J Cancer 2010; 1:136-140. doi:10.7150/jca.1.136 This volume Cite
Drug Design and Discovery Research Group, College of Pharmacy and Nutrition, University of Saskatchewan, 110 Science Place, Saskatoon, Saskatchewan S7N 5C9, Canada
Tumor suppressors refer to a large group of molecules that are capable of controlling cell division, promoting apoptosis, and suppressing metastasis. The loss of function for a tumor suppressor may lead to cancer due to uncontrolled cell division. Because of their importance, extensive studies have been undertaken to understand the different functional mechanisms of tumor suppressors. Here, we briefly review the four major mechanisms, inhibition of cell division, induction of apoptosis, DNA damage repair, and inhibition of metastasis. It is noteworthy that some tumor suppressors, such as p53, may adopt more than one mechanism for their functions.
Keywords: Cell division, apoptosis, metastasis, DNA repair, p53
Cancer cells are basically transformed from normal cells (1). The transformation usually requires genetic mutations in proto-oncogenes and/or tumor suppressors (1). These mutations can be directly induced by specific cancer-causing agents such as radiations, chemicals, hormones, viruses and genetic factors (2). After transformation, the cancer cells lose their ability to control cell division, but still maintain certain characteristics of the cells from which they are derived. Tumor suppressors prevent cancer by reliably controlling cell division, promoting apoptosis, and suppressing metastasis (3). Once a tumor suppressor becomes inactive, cell division may proceed out of control and this may lead to cancer. Tumor suppressors affect both the initiation and the development of cancer, and generally follow the classic “two-hit” model (3-5). They are encoded by two alleles because chromosomes are paired in humans (3). If one allele becomes mutated (heterozygosis) or underexpressed, the other can still express the appropriate tumor suppressor to inhibit cell division (5). When both alleles are mutated or underexpressed, the inhibition of cell division is reduced and even lost (5). However, there are also exceptions, such as tumor suppressor p27. The production of p27 from the unmutated allele is not sufficient enough to bring the cell to its original condition in the heterozygote, and the cell mitosis can only be arrested when both alleles are unmutated (6).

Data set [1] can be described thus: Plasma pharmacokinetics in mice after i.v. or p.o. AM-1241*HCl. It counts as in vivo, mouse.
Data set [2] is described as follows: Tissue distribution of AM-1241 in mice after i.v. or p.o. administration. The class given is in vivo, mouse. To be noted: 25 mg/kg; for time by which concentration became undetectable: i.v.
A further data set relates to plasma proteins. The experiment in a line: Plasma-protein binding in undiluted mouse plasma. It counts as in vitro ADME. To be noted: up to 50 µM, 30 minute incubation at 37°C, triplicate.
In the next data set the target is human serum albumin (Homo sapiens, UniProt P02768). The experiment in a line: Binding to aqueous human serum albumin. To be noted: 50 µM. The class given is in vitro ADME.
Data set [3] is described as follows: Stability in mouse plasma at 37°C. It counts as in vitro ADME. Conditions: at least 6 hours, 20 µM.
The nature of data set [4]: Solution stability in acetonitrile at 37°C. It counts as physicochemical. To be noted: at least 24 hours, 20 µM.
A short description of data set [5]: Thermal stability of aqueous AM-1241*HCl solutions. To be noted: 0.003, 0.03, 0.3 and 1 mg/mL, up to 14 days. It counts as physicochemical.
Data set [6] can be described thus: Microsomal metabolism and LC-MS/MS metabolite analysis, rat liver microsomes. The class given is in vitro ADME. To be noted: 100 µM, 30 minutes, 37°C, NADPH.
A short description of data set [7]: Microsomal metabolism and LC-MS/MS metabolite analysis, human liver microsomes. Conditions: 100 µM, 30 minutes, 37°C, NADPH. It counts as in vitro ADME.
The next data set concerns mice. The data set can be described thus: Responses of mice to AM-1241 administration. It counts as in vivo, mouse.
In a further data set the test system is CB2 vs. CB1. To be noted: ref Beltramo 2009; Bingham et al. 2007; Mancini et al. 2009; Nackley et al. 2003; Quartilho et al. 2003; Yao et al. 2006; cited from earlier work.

Many tumor suppressors have activity in both normal and tumor cells; whereas the others, such as p53, are inactive in normal cells and only activated by potential cancer risks. A tumor suppressor may possess multiple mechanisms to suppress cancer cell growth (3). For example, the most important tumor suppressor p53, which is associated with about 50% of human cancer cases (7), can trigger DNA repair processes, induce the transcription of other tumor suppressors, such as p21 and p16, and initiate cell apoptosis (3, 8, 9). Despite the tremendous growth in cancer research and identification of numerous tumor suppressors (10), the exact underlying mechanisms through which the tumor suppressors function are not always clearly revealed. To date, four major mechanisms have been revealed for tumor suppressors: suppression of cell division, induction of apoptosis, DNA damage repair and inhibition of metastasis.
Suppression of cell division is the main mechanism for most tumor suppressors. The tumor suppressors that adopt this mechanism include retinoblastoma protein (Rb), adenomatosis polyposis coli (APC), alternate reading frame (ARF), RIZ1, p15, p16, p18, p19, p21, p27, and p53 (8, 9, 11-21). Rb, which is the first discovered tumor suppressor, inhibits the transcription of specific genes required for mitosis through binding to transcription factors such as E2Fs, which are key cell proliferation regulators (12, 13). Tumor suppressor p53, which can also bind to DNA, stimulates the expression of other genes, such as WAF1/CIP1 encoding p21 (8, 22). APC stabilizes microtubules to inhibit mitosis (15) and interferes with cell adhesion to its growing matrix (23). The interference with cell adhesion results in indirect suppression of cell division due to contact inhibition. It has been observed that a few tumor suppressors may act in cooperation to inhibit cell mitosis (3). Tumor suppressors p15, p16, p18, p19, p21 and p27 inhibit cyclin-dependent kinases (CDKs), which, in turn, inhibit Rb (11, 24). When CDKs are inhibited, Rb is kept active to suppress cell division (24). ARF is capable of relocating the murine double minute (MDM2), a critical negative regulator of p53 inhibitor, into nuclei to activate cellular p53 (25). In addition, epigenetic regulation may play a role in tumor suppressing actions. Histone methyltransferases are recently deemed as a special group of tumor suppressors, which can directly inhibit mitosis via changing the conformation of histone to block double-strand DNA unwinding (26).